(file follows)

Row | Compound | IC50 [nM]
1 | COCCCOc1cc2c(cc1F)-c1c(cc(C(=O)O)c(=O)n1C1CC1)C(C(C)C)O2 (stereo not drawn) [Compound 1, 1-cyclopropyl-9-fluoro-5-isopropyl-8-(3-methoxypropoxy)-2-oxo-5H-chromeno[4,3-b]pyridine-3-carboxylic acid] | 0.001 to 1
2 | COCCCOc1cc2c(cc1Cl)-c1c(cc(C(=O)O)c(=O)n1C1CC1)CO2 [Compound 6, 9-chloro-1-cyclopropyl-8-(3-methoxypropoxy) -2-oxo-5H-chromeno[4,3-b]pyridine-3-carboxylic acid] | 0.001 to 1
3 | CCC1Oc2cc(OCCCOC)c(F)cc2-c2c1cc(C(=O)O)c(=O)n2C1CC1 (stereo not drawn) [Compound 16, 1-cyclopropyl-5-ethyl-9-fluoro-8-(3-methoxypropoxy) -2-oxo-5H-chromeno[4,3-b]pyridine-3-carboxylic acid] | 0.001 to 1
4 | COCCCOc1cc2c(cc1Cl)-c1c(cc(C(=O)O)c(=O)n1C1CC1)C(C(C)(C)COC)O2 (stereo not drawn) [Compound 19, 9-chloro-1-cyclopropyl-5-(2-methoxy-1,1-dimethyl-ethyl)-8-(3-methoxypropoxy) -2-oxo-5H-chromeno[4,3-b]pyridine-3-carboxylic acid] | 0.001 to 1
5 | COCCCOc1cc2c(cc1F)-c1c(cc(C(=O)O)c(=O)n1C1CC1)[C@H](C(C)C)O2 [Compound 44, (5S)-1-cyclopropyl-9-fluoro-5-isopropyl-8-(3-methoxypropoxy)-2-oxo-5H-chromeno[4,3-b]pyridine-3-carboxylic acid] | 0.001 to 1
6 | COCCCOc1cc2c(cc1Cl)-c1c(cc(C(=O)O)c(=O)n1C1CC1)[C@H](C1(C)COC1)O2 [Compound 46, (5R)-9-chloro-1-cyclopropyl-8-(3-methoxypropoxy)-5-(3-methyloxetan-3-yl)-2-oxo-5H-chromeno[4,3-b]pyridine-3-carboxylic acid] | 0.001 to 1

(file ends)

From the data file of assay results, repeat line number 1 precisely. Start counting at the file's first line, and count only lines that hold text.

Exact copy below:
Row | Compound | IC50 [nM]